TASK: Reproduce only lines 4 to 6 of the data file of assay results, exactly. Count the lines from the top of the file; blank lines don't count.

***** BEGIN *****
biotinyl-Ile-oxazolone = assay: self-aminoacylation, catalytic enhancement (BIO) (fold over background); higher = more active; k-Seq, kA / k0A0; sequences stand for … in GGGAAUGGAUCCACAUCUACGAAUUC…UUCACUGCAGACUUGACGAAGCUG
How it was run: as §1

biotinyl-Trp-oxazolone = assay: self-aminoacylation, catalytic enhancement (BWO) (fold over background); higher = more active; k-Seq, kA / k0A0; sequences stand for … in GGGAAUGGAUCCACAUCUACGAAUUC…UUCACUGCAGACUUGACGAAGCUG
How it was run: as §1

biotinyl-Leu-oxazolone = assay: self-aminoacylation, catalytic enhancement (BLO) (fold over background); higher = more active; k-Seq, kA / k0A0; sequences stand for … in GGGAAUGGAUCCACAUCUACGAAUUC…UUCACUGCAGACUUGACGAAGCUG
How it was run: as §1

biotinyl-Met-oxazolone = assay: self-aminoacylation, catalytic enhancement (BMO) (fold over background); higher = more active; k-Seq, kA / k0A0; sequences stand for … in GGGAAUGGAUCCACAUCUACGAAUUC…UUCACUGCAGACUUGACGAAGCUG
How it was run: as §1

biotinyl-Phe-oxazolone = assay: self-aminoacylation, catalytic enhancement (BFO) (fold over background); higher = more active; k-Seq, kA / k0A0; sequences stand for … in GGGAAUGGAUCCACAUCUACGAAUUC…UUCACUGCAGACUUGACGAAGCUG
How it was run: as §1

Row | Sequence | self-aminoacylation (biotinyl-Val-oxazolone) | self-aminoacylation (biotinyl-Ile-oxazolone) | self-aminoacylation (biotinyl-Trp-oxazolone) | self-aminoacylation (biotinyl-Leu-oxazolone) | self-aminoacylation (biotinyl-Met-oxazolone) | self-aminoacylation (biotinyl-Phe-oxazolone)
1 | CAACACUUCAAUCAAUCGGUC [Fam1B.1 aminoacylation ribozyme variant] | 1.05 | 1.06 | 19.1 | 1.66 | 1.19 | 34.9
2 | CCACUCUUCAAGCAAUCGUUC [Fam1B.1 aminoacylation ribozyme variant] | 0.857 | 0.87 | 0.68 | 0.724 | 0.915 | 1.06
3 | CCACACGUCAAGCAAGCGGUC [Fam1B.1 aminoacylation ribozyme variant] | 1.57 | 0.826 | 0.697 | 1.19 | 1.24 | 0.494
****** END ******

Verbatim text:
How it was run: as §1

biotinyl-Leu-oxazolone = assay: self-aminoacylation, catalytic enhancement (BLO) (fold over background); higher = more active; k-Seq, kA / k0A0; sequences stand for … in GGGAAUGGAUCCACAUCUACGAAUUC…UUCACUGCAGACUUGACGAAGCUG
How it was run: as §1